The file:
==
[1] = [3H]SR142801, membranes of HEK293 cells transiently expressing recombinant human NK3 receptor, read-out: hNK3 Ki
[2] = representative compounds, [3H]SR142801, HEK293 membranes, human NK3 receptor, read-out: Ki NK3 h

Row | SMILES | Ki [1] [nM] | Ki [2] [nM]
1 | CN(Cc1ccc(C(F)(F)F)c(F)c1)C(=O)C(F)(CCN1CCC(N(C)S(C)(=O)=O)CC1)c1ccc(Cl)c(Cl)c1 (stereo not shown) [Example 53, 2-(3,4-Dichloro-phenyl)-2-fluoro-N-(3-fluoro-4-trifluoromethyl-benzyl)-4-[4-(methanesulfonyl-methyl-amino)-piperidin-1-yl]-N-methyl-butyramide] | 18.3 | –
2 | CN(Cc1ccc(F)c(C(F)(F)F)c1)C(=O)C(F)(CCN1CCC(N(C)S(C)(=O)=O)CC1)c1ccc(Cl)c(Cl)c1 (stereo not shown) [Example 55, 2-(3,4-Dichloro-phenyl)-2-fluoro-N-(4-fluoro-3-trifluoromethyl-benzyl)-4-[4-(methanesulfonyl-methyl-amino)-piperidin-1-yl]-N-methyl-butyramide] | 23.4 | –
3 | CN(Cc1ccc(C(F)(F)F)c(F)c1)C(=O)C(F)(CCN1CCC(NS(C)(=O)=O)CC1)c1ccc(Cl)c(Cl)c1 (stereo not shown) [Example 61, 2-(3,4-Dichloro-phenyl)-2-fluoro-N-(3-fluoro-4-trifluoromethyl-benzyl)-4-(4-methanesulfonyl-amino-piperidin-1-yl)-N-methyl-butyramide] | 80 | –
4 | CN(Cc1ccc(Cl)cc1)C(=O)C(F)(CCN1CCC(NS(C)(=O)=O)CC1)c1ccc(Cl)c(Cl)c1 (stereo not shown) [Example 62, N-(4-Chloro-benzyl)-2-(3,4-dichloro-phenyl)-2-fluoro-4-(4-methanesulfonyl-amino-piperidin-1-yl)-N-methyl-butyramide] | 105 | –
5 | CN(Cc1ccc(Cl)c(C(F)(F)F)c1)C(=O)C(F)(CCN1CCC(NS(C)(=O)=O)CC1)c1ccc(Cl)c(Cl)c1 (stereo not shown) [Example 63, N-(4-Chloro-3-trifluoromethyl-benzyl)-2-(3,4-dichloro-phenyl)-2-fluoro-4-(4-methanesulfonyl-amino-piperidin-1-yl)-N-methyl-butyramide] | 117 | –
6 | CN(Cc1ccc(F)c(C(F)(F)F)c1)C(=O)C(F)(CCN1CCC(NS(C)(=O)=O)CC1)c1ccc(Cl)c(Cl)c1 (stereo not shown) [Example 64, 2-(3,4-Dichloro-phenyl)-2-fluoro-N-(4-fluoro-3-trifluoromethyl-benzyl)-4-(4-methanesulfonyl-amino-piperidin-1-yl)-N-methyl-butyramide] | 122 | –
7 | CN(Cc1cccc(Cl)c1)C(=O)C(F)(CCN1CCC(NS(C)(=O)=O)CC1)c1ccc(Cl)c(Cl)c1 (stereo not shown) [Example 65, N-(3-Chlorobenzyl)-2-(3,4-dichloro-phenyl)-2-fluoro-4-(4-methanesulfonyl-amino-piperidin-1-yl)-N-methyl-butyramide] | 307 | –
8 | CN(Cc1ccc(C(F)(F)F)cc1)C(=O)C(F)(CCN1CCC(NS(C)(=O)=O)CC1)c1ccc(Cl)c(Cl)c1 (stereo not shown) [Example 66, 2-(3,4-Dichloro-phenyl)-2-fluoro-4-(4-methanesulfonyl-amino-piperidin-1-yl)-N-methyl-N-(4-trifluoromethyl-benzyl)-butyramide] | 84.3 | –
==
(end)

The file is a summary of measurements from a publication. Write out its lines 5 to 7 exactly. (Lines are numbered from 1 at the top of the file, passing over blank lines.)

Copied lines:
2 | CN(Cc1ccc(F)c(C(F)(F)F)c1)C(=O)C(F)(CCN1CCC(N(C)S(C)(=O)=O)CC1)c1ccc(Cl)c(Cl)c1 (stereo not shown) [Example 55, 2-(3,4-Dichloro-phenyl)-2-fluoro-N-(4-fluoro-3-trifluoromethyl-benzyl)-4-[4-(methanesulfonyl-methyl-amino)-piperidin-1-yl]-N-methyl-butyramide] | 23.4 | –
3 | CN(Cc1ccc(C(F)(F)F)c(F)c1)C(=O)C(F)(CCN1CCC(NS(C)(=O)=O)CC1)c1ccc(Cl)c(Cl)c1 (stereo not shown) [Example 61, 2-(3,4-Dichloro-phenyl)-2-fluoro-N-(3-fluoro-4-trifluoromethyl-benzyl)-4-(4-methanesulfonyl-amino-piperidin-1-yl)-N-methyl-butyramide] | 80 | –
4 | CN(Cc1ccc(Cl)cc1)C(=O)C(F)(CCN1CCC(NS(C)(=O)=O)CC1)c1ccc(Cl)c(Cl)c1 (stereo not shown) [Example 62, N-(4-Chloro-benzyl)-2-(3,4-dichloro-phenyl)-2-fluoro-4-(4-methanesulfonyl-amino-piperidin-1-yl)-N-methyl-butyramide] | 105 | –